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Friday, February 13, 2009

Orombi leads the flock to Christ in Ankole


Hundreds took the step of faith and became born-again Christians and in other souls, faith in God was rekindled during the second edition of the annual West Ankole Diocese Youth and Students Convention held at Bweranyangi Girls School in Bushenyi District from January 16-21, 2009.

The planning committee expected about 1500 participants but over 5000 came compared to last year's 1000. As a result, the earlier plan to hold a "Jesus Walk" through Bushenyi town was abandoned out of the fear that the overwhelming numbers would paralyse business in Bushenyi town.

Under the theme, Set An Example, drawn from 1 Timothy 4:12 (Let no man despise thy youth; but be thou an example of the believer, in word, in conversation, in charity, in spirit, in faith, in purity), the convention was organised in partnership with the African Evangelistic Enterprise headed by Rev. Can. Geofrey Byarugaba, the convention's Bible expositor.

Renowned for his passion for young people and a big heart for evangelism, the Archbishop of the Church of Uganda, His Grace The Most Rev. Henry Luke Orombi, was a befitting chief guest and main speaker. He called 2009 "a year of harvest and one in which God is going to manifest His glory among men." Then he encouraged the youth that they can make it and their light can shine bright against the darkness of immorality, corruption and all the evils rooted in modern society.

"We have a friend in Jesus," he said heartily, and cautioned the youth to be wary of the devil, which he said turns you from a gentleman to a pauper. His Grace also urged fathers to hug their daughters and hold their hands because out there are loose men and women who hug them lustfully.

He further challenged parents to refine their conduct and detest sin passionately in a way that pleases God. The Archbishop related his own story of prodigality as a young man when he turned his back to God. He chased after all the beautiful girls in the neighbourhood and at school, he confessed, but realised that even that couldn't quench the longing and emptiness in his soul.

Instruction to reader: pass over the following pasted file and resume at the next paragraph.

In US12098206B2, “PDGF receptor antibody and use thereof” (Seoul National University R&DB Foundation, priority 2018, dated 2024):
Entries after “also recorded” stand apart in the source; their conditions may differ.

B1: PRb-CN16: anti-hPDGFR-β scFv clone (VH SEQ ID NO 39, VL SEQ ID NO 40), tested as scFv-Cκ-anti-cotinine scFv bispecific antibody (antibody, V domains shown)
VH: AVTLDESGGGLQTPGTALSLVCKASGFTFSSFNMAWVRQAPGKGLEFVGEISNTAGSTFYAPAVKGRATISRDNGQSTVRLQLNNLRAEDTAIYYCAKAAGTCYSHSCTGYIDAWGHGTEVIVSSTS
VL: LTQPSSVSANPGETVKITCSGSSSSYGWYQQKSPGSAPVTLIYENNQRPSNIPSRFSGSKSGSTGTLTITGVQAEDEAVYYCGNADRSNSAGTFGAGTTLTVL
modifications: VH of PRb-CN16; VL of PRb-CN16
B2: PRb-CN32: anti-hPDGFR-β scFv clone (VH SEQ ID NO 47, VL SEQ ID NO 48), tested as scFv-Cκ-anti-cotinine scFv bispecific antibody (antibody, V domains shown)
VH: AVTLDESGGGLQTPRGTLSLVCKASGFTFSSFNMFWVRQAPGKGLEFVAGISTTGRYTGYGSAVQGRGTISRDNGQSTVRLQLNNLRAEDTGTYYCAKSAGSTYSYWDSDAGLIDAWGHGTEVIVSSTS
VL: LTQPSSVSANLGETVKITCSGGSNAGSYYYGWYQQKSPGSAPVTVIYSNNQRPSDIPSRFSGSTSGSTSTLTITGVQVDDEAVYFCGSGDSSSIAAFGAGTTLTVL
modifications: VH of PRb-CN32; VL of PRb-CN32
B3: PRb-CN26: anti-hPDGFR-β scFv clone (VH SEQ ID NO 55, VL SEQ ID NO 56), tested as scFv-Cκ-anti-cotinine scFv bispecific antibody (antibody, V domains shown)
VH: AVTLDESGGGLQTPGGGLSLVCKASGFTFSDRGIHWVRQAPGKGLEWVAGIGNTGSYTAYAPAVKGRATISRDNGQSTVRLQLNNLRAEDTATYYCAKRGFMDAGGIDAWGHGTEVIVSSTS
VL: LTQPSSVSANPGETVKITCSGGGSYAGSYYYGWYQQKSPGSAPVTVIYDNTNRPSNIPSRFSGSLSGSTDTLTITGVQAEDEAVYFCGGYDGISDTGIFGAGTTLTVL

"I was no different from the Biblical prodigal son; a young man from a rich father who was reduced to a shepherd of pigs," he said in a remorseful tone. "But his shame was covered by his father and in this convention; some of your 'nakedness' will be covered by the blood of Jesus, which cleansed me 41 years ago."

In his trademark firm but fatherly voice, the Archbishop suddenly broke into an old hymn: 'Softly, tenderly, Jesus is calling, O sinner, come home,' sung with feeling, as tears came to the eyes of many who lined up to give their lives to Christ. They raised their hands and prayed the prayer of surrender in which they acknowledged the sovereignty of Jesus, and like true penitents, cried out in unison, "Jesus, we need you."

With elevating hymns and other songs of praise and worship playing in the background, Innocent Paul Nyamujunga, a student of Bishop Ogez High School, who, like many others had just become saved, said he was grateful to the curiosity that led him to the convention.

"I wanted to find out what happens at a convention and when the archbishop gave his testimony, I was touched and after asking myself many questions, I found myself giving my life to Christ," he said. After a long pause, he added joyfully, "I’m so glad because I'm now a changed person."

Several choirs such as the Anglican Youth Fellowship Choir and other singers blessed the convention with uplifting songs. Mama Africa, for example, drew the congregation to their feet, clapping and singing along to her The Lord Loves Africa, a song in which she pleads with her listeners to shun lesbianism and homosexuality, calling our bodies the temple of the Lord.

The Bishop of West Ankole, the Rt. Rev. Yonah Katonene, asked the youth to be exemplary in their conduct and said the gospel should be preached with urgency in this depraved world. He offered to put a lot of energy in promoting the youth ministry in West Ankole and elsewhere because young people can easily be shaped and moulded to become great leaders of tomorrow.

Mrs Peace Tindyebwa, the Headmistress of Bweranyangi Girls School, talked about the pursuit of one's dream. She shared her own testimony of how in S.1 in the same school in 1977 she gave her life to Jesus.

"We are made by God for God and only in God do we discover our origin, identity, meaning, our purpose, our significance and destiny," she said, and ended with advice that drew prolonged applause: "Put your dream in God's hands and allow Him to give you the strength to pursue it, and you'll achieve."